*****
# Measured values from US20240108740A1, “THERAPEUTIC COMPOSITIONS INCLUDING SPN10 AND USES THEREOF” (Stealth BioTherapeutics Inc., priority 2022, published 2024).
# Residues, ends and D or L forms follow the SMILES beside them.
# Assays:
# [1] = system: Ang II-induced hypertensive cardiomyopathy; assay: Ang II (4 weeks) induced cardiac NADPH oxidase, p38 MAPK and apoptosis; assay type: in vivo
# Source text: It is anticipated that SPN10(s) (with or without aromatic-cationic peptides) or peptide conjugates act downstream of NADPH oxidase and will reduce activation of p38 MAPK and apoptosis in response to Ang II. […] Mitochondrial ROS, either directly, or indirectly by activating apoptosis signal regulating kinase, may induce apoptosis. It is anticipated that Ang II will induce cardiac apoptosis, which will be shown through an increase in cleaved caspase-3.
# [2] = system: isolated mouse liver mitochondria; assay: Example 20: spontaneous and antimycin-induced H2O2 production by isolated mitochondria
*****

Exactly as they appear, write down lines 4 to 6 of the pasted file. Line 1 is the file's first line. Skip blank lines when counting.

# [1] = system: Ang II-induced hypertensive cardiomyopathy; assay: Ang II (4 weeks) induced cardiac NADPH oxidase, p38 MAPK and apoptosis; assay type: in vivo
# Source text: It is anticipated that SPN10(s) (with or without aromatic-cationic peptides) or peptide conjugates act downstream of NADPH oxidase and will reduce activation of p38 MAPK and apoptosis in response to Ang II. […] Mitochondrial ROS, either directly, or indirectly by activating apoptosis signal regulating kinase, may induce apoptosis. It is anticipated that Ang II will induce cardiac apoptosis, which will be shown through an increase in cleaved caspase-3.
# [2] = system: isolated mouse liver mitochondria; assay: Example 20: spontaneous and antimycin-induced H2O2 production by isolated mitochondria